Should universities accept Elsevier’s negotiation with Jisc? Who knows? It’s secret.

November 25, 2016

So I came across this tweet from Laurent Gatto, who’s head of the Computational Proteomics Unit at the University of Cambridge, UK:

My immediate reaction was not to retweet. Why? Because I am not comfortable recommending rejection (or acceptance!) of something I’ve not seen. I said so, and Laurent explained the real issue:

So I have two simple questions:

First, How can this massive spending on public money possibly be confidential? What justification can there possibly be for that? And second, how can there be meaningful discussion of the offer on the table if no-one knows what it is?

And then I remembered the classic explanation of confidentiality clauses from Elsevier’s David Tempest: “we have this level of confidentiality […] Otherwise everybody would drive down, drive down, drive drive drive”.

So my first reaction was to say that if anyone comes across a leaked copy of the draft agreement, let me know and I will link to it from this post. But I am also open to hear from anyone who thinks there is a legitimate reason, that I’ve not thought of, to enforce confidentiality. So if you have a reason, please mention it in the comments. If not, but you know where there is a leaked copy, email me privately on dino@miketaylororg.uk.

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13 Responses to “Should universities accept Elsevier’s negotiation with Jisc? Who knows? It’s secret.”

  1. Mike Taylor Says:

    What does that mean, David?


  2. So that I can click the ‘Notify me of new comments via email’ box :-).

  3. paulasimoes Says:

    IMHO, If it has been negotiated in secret, then that’s reason enough to reject it. Spending public money should be transparent. Even if the agreement is good (which I doubt), in the end it will be bad for researchers. Citizens start asking where their money is being spent, if we can’t tell them, they’re not going to like it…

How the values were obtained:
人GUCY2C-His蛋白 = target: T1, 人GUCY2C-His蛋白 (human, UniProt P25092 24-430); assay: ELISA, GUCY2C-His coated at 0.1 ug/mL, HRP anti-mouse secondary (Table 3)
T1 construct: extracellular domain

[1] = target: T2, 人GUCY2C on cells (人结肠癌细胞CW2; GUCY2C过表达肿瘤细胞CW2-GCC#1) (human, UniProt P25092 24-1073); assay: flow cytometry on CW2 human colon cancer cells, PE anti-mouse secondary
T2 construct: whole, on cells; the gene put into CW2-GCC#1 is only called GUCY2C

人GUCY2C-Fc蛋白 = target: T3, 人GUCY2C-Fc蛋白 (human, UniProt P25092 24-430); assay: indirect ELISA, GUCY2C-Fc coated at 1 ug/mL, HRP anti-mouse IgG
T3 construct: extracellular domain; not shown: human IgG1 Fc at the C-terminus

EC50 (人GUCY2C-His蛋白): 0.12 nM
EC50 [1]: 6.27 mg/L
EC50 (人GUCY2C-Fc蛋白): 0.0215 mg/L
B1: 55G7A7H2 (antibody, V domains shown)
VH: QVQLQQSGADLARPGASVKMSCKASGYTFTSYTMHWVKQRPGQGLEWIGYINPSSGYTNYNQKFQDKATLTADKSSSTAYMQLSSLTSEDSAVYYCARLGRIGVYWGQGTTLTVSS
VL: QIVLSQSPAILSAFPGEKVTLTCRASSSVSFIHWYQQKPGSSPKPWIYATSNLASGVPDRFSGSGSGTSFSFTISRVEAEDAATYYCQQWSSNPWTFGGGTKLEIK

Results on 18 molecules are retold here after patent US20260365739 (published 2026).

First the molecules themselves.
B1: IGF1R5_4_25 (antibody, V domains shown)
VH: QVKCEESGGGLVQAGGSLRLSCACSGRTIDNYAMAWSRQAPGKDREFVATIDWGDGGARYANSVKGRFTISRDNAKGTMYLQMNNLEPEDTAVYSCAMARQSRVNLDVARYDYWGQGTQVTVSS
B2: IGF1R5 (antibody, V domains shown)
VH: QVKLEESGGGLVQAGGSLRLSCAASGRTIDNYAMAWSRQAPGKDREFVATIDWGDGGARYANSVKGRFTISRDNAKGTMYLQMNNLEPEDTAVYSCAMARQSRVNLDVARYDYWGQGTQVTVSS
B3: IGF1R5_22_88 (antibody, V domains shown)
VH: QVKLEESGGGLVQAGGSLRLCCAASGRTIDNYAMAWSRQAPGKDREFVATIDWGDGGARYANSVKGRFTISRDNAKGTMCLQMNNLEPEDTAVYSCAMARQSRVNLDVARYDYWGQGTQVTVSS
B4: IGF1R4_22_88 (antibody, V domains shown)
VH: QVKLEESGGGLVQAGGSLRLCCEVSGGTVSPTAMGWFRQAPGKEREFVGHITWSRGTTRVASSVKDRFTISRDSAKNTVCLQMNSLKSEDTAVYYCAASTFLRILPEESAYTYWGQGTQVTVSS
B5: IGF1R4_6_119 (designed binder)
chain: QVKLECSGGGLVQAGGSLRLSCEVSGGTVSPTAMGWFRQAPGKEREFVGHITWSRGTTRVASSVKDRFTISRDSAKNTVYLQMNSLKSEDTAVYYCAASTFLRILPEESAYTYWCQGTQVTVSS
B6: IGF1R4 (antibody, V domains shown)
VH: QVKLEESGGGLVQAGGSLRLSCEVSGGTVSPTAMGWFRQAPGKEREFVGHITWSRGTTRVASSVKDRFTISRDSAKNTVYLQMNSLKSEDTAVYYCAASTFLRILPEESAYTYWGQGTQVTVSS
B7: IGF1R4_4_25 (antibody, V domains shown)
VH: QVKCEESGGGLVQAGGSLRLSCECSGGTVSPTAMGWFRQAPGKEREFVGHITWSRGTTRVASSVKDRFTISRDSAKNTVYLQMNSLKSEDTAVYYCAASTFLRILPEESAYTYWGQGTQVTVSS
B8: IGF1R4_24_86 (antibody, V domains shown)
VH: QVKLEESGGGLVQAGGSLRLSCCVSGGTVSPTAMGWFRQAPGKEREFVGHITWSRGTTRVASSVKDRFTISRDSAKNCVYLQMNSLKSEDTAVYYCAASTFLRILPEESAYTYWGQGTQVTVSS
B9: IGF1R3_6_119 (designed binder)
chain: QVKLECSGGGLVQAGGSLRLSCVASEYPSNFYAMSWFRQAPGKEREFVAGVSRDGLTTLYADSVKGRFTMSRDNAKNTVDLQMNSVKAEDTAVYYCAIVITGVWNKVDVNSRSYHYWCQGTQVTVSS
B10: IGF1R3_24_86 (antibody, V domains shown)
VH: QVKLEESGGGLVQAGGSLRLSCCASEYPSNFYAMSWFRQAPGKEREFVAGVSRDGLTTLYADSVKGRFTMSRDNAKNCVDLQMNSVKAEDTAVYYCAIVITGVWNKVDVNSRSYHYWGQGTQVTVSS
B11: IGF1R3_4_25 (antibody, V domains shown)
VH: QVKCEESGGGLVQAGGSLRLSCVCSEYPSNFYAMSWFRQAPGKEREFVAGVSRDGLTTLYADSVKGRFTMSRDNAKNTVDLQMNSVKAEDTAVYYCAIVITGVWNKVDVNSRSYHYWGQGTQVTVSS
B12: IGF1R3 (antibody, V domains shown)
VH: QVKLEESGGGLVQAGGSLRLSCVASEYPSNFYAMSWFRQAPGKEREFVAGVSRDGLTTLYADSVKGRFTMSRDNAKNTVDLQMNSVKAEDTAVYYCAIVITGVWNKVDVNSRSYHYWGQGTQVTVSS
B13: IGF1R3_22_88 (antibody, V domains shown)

If publishers want approval of an agreement that involves public money they should be prepared to make it public. If they don’t, researchers should reject it until they do. Otherwise they’ll continue to do the same.
    Also, some countries have laws that allow any citizen to request access to documents from public institutions (not sure if it is the case of your country).

  4. kram1032 Says:

    It stands for “subscribe” – basically “I have nothing to say at this point but I want to be informed of future developments”.
    It’s honestly a bit of a downfall of wordpress that you can’t just directly ask to be informed of future posts without having to comment first. But oh well. I’m also interested in future developments, so:
    /Sub
    :)

  5. Mike Taylor Says:

    Paula, you make a compelling case.

    As you point out, we have freedom-of-information legislation in the UK, which means it’s almost certain that the terms of this agreement are going to be made public at some point. That being so, we have to ask, who benefits by their being private at this point? And the obvious answer is: people who want to avoid the deal being under scrutiny.

  6. Allen Hazen Says:

    Anyone with a LONG memory here? My sense is that the general legal (and sociocultural) norm has gotten a lot more indulgent toward private corporations since your compatriots elected Maggie T and mine elected Ronnie Raygun. Has the “confidentiality” of negotiations over things like this gotten worse in recent decades, or was this just what one expected in the bad old days?

  7. steelgraham Says:

    Blog post from Jisc due out later today.

  8. Mike Taylor Says:

    Thanks, Graham. Followup post coming soonish.

  9. Mike Taylor Says:

    Yes! Quite astonishing! And very beautiful.


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